Ernest Hemingway’s Death in the Afternoon (the Cocktail, Not the Book)

Ernest Hemingway is famous for writing classic novels like For Whom the Bell Tolls, The Old Man and The Sea, and The Sun Also Rises. Apparently, he also liked to imbibe the occasional alcoholic beverage.

A recipe for a drink named after Hemingway’s novel Death in the Afternoon was published in the 1935 cocktail book So Red the Nose, or Breath in the Afternoon by Sterling North and Carl Kroch. Here’s that recipe–

Add one jigger of absinthe to a champagne flute
Add iced champagne until it attains the proper opalescence.
A small amount of sugar or Gomme syrup can be added to round it out, especially when using a verte absinthe.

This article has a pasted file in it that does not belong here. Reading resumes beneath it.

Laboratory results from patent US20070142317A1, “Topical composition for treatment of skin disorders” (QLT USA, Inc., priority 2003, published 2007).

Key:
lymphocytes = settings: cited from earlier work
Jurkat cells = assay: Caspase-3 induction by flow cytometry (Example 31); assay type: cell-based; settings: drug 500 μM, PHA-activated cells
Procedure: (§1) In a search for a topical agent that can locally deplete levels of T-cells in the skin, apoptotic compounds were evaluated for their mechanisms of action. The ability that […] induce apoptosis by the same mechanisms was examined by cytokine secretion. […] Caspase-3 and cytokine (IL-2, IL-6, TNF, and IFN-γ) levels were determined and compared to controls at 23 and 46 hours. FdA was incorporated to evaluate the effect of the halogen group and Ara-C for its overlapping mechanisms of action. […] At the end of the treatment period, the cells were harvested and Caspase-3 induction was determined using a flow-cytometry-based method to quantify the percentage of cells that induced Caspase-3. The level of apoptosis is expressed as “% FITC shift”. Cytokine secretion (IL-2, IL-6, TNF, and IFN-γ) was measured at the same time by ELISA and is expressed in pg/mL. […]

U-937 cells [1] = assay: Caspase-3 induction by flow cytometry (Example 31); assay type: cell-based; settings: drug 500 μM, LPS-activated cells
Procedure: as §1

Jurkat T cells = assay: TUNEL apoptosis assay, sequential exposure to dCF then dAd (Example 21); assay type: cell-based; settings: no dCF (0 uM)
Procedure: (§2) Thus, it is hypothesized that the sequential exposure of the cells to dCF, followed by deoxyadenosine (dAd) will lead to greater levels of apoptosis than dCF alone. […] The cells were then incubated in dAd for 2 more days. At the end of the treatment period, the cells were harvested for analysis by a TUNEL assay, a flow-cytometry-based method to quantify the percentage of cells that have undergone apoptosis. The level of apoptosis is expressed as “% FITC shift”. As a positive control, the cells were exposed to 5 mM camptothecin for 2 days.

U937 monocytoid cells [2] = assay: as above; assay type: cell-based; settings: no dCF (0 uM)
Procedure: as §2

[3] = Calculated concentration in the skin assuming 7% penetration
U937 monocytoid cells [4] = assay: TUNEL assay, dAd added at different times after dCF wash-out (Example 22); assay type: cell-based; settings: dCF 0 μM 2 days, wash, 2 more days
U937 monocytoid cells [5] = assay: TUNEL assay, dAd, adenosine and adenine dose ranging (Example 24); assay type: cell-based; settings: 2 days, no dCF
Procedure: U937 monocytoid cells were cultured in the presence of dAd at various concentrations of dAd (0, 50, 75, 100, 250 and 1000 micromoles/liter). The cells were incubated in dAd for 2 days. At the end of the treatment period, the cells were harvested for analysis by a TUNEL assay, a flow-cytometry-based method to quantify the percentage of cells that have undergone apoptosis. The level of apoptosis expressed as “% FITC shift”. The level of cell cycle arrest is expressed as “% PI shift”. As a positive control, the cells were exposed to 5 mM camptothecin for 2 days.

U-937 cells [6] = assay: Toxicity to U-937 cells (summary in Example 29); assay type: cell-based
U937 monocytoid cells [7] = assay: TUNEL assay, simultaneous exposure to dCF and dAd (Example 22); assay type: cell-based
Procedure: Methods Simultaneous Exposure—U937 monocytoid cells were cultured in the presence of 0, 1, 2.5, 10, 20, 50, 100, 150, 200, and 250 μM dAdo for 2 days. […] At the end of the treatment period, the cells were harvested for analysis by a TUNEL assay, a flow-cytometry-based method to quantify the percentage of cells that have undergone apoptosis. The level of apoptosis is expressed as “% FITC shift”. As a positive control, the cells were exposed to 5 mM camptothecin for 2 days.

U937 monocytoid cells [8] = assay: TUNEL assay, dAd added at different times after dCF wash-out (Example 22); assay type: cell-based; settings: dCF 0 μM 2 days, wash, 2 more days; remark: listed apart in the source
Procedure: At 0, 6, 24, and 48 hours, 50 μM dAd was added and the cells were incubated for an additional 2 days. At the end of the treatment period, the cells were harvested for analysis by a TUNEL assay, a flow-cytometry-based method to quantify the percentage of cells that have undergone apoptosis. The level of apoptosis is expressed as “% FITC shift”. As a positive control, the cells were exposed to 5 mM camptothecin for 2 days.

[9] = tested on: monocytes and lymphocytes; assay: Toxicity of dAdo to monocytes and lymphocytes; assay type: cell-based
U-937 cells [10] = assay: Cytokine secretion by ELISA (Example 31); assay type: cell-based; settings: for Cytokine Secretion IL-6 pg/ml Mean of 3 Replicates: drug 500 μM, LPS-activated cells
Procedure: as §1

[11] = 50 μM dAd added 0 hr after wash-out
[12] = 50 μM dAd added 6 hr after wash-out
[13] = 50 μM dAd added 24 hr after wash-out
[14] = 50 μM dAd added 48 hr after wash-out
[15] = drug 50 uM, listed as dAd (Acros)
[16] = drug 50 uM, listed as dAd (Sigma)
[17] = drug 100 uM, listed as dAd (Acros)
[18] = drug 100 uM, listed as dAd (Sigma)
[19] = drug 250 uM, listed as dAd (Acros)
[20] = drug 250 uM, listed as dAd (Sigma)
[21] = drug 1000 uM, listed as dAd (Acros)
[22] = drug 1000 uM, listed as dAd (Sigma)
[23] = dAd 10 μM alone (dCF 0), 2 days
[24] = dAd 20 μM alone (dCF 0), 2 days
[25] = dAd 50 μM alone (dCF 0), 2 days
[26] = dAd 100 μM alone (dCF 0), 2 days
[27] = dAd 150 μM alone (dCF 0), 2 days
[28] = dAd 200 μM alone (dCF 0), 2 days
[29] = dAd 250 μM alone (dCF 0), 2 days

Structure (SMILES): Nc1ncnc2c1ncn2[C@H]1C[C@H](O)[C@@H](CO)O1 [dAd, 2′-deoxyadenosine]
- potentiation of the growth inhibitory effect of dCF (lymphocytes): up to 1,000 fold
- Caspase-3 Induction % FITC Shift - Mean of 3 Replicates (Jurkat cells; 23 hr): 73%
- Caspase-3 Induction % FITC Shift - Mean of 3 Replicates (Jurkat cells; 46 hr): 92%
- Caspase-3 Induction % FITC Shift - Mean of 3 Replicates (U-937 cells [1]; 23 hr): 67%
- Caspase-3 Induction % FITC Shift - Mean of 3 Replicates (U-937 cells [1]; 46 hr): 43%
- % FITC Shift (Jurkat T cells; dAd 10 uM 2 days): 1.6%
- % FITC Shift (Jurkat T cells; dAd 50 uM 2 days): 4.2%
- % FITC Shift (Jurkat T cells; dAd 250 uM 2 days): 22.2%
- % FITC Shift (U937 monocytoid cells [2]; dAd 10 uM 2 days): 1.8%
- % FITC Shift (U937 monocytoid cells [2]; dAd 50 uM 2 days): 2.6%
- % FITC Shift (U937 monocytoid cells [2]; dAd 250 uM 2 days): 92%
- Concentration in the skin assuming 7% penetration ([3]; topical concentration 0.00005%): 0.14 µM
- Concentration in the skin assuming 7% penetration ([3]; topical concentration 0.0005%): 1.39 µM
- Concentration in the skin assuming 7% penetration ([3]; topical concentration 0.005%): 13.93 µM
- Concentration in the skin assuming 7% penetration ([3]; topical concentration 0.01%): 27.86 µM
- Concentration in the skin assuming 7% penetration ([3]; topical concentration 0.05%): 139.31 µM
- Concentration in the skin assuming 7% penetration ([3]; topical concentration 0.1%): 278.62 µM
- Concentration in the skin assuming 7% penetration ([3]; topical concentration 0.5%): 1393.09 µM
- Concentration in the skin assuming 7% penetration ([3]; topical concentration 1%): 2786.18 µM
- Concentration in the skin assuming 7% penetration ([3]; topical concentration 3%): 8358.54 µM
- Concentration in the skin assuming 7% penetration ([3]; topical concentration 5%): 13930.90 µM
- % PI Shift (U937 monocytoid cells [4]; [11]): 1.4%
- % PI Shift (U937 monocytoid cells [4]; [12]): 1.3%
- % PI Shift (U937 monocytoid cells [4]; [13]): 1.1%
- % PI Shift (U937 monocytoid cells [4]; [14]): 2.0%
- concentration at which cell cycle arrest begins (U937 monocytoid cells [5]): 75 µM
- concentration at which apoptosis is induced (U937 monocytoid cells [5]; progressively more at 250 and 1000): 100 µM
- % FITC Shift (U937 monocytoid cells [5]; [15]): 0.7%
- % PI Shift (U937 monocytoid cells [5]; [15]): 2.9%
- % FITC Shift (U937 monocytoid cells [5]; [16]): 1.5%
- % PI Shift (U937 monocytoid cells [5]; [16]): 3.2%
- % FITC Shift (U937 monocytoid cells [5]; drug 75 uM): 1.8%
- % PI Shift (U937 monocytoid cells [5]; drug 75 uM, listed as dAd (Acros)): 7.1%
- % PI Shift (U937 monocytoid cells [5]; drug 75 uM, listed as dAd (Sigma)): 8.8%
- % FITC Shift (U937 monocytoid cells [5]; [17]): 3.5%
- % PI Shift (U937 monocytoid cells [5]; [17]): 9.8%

Here’s Hemingway’s note on the drink’s origin–

This was arrived at by the author and three officers of the H.M.S. Danae after having spent seven hours overboard trying to get Capt. Bra Saunders’ fishing boat off a bank where she had gone with us in a N.W. gale.

 

 

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4 comments

  1. Pingback: Your Weekend Tiki Bar Drink Recipe: The Bali Hai Ball, and Ernest Hemingway’s Death in the Afternoon |
  2. Pingback: Literary Recipes | Biblioklept
  3. jochen · November 23, 2010

    In my edition (December 1935) the recipe states: “Add iced champagne until it attains the proper opalescent milkiness. Drink 3 to 5 of these slowly
    (And the Editor’s note: “After six of these cocktails The Sun Also Rises.”)

    Like

  4. Pingback: A Bunch of Literary Recipes | Biblioklept

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